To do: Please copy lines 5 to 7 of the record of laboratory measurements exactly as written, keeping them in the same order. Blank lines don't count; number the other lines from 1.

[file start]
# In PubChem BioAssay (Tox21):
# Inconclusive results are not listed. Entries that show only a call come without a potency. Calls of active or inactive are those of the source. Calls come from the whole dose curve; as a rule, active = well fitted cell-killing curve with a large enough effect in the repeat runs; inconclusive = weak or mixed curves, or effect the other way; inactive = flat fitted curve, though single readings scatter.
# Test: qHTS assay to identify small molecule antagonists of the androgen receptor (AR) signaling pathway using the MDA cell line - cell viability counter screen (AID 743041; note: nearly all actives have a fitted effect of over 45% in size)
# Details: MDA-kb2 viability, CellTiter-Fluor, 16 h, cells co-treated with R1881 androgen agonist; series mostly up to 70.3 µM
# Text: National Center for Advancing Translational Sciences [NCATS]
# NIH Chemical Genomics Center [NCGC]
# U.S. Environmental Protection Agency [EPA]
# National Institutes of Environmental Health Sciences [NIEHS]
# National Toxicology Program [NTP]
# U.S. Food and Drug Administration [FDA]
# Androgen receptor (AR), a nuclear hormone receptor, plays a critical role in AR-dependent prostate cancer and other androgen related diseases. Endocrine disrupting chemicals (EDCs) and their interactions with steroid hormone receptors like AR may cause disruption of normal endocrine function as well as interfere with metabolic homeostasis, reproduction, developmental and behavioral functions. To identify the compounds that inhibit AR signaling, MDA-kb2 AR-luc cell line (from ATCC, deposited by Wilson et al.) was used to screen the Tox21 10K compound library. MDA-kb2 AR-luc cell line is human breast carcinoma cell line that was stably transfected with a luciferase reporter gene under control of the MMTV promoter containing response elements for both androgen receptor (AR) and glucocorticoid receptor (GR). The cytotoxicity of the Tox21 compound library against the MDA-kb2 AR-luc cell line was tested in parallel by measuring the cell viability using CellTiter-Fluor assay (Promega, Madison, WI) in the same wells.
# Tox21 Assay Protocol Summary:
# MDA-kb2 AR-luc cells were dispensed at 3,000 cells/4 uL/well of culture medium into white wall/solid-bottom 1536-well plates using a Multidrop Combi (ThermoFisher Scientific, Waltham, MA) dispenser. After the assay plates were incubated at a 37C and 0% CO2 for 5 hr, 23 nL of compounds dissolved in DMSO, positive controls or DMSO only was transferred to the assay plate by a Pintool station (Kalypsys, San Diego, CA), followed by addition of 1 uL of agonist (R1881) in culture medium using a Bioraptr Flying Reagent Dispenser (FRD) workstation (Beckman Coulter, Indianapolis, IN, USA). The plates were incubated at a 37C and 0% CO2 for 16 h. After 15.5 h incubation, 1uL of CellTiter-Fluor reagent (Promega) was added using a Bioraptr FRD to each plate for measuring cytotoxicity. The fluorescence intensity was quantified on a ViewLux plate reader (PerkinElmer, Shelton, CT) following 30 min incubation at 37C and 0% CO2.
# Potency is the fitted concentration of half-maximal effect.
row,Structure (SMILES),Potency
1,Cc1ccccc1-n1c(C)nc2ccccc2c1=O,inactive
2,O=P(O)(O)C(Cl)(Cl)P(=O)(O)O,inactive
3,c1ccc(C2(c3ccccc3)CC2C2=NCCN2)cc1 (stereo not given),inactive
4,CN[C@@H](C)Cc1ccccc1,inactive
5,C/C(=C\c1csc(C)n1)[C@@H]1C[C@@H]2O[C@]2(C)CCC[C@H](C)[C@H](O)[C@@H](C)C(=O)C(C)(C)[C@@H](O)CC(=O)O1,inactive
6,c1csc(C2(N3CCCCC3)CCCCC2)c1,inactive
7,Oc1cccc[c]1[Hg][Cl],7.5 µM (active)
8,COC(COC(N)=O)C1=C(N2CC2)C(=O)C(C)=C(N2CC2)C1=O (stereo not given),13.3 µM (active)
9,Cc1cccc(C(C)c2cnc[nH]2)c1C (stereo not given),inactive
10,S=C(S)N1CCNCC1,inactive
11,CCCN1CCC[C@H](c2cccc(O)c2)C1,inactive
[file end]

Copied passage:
# Text: National Center for Advancing Translational Sciences [NCATS]
# NIH Chemical Genomics Center [NCGC]
# U.S. Environmental Protection Agency [EPA]